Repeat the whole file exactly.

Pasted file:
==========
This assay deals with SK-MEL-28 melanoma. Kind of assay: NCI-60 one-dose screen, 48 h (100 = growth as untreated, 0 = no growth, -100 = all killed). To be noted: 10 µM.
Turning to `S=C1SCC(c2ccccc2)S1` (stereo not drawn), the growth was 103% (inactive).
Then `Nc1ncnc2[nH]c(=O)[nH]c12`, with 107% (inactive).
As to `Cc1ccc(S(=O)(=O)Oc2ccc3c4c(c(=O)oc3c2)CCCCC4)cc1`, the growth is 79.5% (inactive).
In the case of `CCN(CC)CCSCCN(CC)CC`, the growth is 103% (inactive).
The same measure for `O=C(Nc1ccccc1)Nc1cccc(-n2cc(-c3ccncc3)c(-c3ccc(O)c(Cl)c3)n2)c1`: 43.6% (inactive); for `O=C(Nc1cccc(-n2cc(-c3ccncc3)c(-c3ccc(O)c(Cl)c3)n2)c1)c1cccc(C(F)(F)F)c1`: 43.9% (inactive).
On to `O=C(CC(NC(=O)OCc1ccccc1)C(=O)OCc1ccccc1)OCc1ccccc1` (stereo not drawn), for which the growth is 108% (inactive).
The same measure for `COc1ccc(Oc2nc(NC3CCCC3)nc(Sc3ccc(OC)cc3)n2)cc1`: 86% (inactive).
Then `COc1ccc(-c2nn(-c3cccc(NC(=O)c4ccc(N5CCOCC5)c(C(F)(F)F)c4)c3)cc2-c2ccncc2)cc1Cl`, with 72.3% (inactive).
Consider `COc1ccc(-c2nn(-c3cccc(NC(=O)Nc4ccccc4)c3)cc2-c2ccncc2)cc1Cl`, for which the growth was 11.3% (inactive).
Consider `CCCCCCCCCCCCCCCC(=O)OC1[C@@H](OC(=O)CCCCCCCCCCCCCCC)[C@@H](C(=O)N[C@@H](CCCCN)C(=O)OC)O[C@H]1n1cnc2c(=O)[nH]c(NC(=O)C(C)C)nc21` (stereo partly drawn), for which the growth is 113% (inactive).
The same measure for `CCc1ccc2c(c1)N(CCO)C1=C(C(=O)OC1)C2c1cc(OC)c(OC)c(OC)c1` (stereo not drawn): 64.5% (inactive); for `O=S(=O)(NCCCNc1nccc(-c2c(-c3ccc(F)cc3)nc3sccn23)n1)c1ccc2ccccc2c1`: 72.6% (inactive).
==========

This assay deals with SK-MEL-28 melanoma. Kind of assay: NCI-60 one-dose screen, 48 h (100 = growth as untreated, 0 = no growth, -100 = all killed). To be noted: 10 µM.
Turning to `S=C1SCC(c2ccccc2)S1` (stereo not drawn), the growth was 103% (inactive).
Then `Nc1ncnc2[nH]c(=O)[nH]c12`, with 107% (inactive).
As to `Cc1ccc(S(=O)(=O)Oc2ccc3c4c(c(=O)oc3c2)CCCCC4)cc1`, the growth is 79.5% (inactive).
In the case of `CCN(CC)CCSCCN(CC)CC`, the growth is 103% (inactive).
The same measure for `O=C(Nc1ccccc1)Nc1cccc(-n2cc(-c3ccncc3)c(-c3ccc(O)c(Cl)c3)n2)c1`: 43.6% (inactive); for `O=C(Nc1cccc(-n2cc(-c3ccncc3)c(-c3ccc(O)c(Cl)c3)n2)c1)c1cccc(C(F)(F)F)c1`: 43.9% (inactive).
On to `O=C(CC(NC(=O)OCc1ccccc1)C(=O)OCc1ccccc1)OCc1ccccc1` (stereo not drawn), for which the growth is 108% (inactive).
The same measure for `COc1ccc(Oc2nc(NC3CCCC3)nc(Sc3ccc(OC)cc3)n2)cc1`: 86% (inactive).
Then `COc1ccc(-c2nn(-c3cccc(NC(=O)c4ccc(N5CCOCC5)c(C(F)(F)F)c4)c3)cc2-c2ccncc2)cc1Cl`, with 72.3% (inactive).
Consider `COc1ccc(-c2nn(-c3cccc(NC(=O)Nc4ccccc4)c3)cc2-c2ccncc2)cc1Cl`, for which the growth was 11.3% (inactive).
Consider `CCCCCCCCCCCCCCCC(=O)OC1[C@@H](OC(=O)CCCCCCCCCCCCCCC)[C@@H](C(=O)N[C@@H](CCCCN)C(=O)OC)O[C@H]1n1cnc2c(=O)[nH]c(NC(=O)C(C)C)nc21` (stereo partly drawn), for which the growth is 113% (inactive).
The same measure for `CCc1ccc2c(c1)N(CCO)C1=C(C(=O)OC1)C2c1cc(OC)c(OC)c(OC)c1` (stereo not drawn): 64.5% (inactive); for `O=S(=O)(NCCCNc1nccc(-c2c(-c3ccc(F)cc3)nc3sccn23)n1)c1ccc2ccccc2c1`: 72.6% (inactive).